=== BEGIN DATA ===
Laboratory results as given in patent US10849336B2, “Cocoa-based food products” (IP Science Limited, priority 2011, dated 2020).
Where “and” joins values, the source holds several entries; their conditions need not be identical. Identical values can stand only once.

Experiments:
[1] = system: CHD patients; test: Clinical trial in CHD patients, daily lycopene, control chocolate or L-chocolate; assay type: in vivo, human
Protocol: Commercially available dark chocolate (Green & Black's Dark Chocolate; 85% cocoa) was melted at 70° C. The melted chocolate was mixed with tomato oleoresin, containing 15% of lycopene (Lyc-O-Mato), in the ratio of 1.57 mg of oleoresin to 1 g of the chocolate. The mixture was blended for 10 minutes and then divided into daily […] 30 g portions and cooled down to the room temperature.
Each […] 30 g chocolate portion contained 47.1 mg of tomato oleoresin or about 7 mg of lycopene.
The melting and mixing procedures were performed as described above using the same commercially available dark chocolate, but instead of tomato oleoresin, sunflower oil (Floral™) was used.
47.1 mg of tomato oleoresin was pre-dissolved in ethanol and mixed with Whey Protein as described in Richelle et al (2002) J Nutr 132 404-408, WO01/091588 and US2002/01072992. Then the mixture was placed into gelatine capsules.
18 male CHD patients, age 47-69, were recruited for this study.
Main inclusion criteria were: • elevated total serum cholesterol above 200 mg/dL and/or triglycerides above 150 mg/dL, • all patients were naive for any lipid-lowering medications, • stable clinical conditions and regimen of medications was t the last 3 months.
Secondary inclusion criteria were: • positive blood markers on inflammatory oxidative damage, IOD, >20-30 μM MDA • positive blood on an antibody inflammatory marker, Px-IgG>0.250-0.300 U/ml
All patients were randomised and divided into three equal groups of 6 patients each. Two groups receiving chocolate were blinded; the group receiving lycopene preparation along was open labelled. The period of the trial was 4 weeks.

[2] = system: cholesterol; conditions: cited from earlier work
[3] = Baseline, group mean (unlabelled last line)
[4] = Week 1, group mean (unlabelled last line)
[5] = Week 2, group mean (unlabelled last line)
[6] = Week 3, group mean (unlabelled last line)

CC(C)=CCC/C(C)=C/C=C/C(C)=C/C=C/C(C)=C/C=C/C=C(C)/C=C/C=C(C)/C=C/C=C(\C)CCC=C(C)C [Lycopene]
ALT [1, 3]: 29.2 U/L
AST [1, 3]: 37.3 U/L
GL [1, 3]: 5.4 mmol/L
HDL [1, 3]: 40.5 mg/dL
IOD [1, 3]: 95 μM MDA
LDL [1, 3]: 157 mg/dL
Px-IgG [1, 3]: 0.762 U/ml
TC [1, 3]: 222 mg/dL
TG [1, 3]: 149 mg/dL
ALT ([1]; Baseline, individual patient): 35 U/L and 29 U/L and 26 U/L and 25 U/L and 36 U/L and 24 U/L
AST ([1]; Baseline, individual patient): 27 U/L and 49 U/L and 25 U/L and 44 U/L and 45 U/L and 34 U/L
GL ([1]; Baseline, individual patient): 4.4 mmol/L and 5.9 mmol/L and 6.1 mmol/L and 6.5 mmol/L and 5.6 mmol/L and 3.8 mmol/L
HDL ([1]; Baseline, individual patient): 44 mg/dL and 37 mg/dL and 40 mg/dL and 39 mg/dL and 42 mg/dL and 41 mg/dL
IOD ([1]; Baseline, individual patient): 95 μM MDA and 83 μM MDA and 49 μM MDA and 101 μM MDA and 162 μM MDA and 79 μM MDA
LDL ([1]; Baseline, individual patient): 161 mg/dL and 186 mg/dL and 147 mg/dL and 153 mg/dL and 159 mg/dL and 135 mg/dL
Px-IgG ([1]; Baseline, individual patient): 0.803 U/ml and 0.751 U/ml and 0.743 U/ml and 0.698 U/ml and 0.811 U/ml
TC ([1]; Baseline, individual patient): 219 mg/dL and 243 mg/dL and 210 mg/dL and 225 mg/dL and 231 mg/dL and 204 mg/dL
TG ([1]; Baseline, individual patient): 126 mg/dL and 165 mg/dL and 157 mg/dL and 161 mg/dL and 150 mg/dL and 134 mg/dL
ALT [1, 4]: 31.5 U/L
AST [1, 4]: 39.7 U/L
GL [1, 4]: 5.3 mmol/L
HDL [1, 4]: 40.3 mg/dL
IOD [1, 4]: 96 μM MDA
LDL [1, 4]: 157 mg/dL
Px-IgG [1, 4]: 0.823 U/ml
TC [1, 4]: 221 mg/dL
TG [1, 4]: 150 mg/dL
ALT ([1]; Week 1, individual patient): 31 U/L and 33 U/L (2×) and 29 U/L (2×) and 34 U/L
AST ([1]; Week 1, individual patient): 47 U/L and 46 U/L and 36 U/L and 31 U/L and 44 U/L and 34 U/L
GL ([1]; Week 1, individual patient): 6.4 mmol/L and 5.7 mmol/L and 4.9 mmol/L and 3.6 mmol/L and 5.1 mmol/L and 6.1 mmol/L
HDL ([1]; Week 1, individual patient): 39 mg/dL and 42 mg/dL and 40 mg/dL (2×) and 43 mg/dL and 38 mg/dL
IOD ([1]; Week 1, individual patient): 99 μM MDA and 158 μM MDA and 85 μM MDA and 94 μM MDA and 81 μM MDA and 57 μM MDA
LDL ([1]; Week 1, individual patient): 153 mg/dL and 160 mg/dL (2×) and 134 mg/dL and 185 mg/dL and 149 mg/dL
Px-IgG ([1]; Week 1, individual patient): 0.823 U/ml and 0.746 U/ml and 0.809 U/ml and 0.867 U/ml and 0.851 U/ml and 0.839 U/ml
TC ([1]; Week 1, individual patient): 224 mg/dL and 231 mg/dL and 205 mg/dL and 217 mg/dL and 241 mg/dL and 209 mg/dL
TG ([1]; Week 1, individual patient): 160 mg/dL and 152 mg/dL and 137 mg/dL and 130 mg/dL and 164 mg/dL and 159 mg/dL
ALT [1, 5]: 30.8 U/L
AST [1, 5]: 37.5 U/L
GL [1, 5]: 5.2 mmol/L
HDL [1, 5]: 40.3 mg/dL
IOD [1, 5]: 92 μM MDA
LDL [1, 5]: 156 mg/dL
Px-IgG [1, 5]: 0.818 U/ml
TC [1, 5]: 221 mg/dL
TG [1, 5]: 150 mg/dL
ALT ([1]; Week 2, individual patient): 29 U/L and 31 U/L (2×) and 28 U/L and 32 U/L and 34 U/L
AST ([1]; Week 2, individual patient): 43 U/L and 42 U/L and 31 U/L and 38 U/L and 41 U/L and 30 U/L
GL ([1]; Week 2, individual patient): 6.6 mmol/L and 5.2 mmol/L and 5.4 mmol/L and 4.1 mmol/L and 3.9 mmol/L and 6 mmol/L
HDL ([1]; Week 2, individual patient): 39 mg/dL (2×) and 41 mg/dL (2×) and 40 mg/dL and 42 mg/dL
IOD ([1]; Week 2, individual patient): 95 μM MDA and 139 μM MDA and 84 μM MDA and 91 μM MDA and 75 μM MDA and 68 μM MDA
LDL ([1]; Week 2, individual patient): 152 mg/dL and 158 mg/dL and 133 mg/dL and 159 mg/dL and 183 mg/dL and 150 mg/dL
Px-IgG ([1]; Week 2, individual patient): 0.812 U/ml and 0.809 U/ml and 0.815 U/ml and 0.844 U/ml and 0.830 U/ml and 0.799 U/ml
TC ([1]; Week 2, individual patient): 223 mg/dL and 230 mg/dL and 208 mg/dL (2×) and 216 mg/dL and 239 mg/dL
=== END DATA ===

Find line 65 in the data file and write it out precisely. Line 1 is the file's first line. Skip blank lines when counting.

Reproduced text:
AST ([1]; Week 2, individual patient): 43 U/L and 42 U/L and 31 U/L and 38 U/L and 41 U/L and 30 U/L